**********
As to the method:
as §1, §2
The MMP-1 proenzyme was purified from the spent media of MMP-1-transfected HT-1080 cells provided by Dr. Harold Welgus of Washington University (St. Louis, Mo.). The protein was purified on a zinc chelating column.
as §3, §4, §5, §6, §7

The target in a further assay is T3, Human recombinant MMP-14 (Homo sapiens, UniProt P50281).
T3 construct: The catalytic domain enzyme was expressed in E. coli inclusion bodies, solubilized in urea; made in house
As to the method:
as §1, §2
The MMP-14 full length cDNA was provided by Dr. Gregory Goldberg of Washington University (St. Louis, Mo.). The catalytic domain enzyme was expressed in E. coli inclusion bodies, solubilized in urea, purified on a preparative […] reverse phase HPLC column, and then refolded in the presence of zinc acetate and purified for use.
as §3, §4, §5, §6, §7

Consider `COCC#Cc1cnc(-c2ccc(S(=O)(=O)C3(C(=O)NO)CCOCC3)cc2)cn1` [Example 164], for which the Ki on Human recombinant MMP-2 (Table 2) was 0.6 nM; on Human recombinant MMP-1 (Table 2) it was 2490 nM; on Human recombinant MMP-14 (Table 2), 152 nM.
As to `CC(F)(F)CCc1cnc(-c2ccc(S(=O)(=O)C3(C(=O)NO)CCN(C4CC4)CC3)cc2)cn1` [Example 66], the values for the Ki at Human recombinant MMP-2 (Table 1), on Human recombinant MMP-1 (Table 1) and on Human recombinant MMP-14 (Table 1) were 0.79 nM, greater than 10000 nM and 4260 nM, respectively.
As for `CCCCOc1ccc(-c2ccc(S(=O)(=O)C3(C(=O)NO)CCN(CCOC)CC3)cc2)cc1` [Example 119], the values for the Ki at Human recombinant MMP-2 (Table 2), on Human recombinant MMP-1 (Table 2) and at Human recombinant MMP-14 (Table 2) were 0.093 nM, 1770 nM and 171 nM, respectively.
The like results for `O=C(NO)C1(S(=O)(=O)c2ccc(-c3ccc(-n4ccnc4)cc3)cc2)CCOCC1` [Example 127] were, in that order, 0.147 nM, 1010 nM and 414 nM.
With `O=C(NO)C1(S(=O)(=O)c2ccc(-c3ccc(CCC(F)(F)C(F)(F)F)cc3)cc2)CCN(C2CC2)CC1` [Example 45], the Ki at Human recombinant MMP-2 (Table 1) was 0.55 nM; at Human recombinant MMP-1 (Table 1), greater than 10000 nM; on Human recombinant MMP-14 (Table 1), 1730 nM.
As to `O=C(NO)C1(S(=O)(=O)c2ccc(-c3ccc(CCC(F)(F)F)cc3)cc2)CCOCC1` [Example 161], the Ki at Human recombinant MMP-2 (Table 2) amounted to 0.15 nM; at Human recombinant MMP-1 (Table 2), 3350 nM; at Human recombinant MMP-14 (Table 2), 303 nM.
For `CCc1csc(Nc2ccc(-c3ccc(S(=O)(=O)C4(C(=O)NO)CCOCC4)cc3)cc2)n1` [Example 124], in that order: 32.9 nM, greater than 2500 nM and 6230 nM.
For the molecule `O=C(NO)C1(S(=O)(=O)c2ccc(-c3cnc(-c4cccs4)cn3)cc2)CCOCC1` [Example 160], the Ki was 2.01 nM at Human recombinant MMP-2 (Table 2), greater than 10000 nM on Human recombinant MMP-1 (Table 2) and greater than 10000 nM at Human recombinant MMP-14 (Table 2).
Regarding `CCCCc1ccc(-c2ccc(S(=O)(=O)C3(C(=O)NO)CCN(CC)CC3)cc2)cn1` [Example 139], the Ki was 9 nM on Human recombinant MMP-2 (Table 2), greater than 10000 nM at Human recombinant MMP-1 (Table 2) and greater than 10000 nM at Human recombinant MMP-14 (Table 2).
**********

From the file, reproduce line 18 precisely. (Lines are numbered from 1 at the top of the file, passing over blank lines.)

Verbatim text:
For the molecule `O=C(NO)C1(S(=O)(=O)c2ccc(-c3cnc(-c4cccs4)cn3)cc2)CCOCC1` [Example 160], the Ki was 2.01 nM at Human recombinant MMP-2 (Table 2), greater than 10000 nM on Human recombinant MMP-1 (Table 2) and greater than 10000 nM at Human recombinant MMP-14 (Table 2).